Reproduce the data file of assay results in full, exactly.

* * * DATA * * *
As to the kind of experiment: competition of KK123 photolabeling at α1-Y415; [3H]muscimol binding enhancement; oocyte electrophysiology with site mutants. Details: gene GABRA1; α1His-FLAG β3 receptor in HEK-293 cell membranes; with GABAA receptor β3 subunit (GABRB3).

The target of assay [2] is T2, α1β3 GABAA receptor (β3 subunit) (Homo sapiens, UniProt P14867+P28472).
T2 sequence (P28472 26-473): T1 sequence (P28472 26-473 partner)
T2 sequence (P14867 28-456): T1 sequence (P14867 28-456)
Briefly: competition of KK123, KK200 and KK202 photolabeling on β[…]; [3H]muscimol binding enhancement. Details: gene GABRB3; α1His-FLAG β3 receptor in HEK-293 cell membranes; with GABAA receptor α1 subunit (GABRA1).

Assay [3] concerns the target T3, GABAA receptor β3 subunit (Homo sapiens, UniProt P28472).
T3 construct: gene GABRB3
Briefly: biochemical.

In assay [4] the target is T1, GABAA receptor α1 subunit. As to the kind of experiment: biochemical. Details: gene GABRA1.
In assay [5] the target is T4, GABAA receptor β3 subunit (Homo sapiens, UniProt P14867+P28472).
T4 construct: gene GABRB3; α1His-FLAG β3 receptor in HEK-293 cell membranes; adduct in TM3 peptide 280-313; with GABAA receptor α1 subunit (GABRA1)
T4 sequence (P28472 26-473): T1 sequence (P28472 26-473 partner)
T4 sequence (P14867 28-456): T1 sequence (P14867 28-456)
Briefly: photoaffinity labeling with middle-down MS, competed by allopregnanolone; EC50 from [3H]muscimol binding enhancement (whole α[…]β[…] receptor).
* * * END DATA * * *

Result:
As to the kind of experiment: competition of KK123 photolabeling at α1-Y415; [3H]muscimol binding enhancement; oocyte electrophysiology with site mutants. Details: gene GABRA1; α1His-FLAG β3 receptor in HEK-293 cell membranes; with GABAA receptor β3 subunit (GABRB3).

The target of assay [2] is T2, α1β3 GABAA receptor (β3 subunit) (Homo sapiens, UniProt P14867+P28472).
T2 sequence (P28472 26-473): T1 sequence (P28472 26-473 partner)
T2 sequence (P14867 28-456): T1 sequence (P14867 28-456)
Briefly: competition of KK123, KK200 and KK202 photolabeling on β[…]; [3H]muscimol binding enhancement. Details: gene GABRB3; α1His-FLAG β3 receptor in HEK-293 cell membranes; with GABAA receptor α1 subunit (GABRA1).

Assay [3] concerns the target T3, GABAA receptor β3 subunit (Homo sapiens, UniProt P28472).
T3 construct: gene GABRB3
Briefly: biochemical.

In assay [4] the target is T1, GABAA receptor α1 subunit. As to the kind of experiment: biochemical. Details: gene GABRA1.
In assay [5] the target is T4, GABAA receptor β3 subunit (Homo sapiens, UniProt P14867+P28472).
T4 construct: gene GABRB3; α1His-FLAG β3 receptor in HEK-293 cell membranes; adduct in TM3 peptide 280-313; with GABAA receptor α1 subunit (GABRA1)
T4 sequence (P28472 26-473): T1 sequence (P28472 26-473 partner)
T4 sequence (P14867 28-456): T1 sequence (P14867 28-456)
Briefly: photoaffinity labeling with middle-down MS, competed by allopregnanolone; EC50 from [3H]muscimol binding enhancement (whole α[…]β[…] receptor).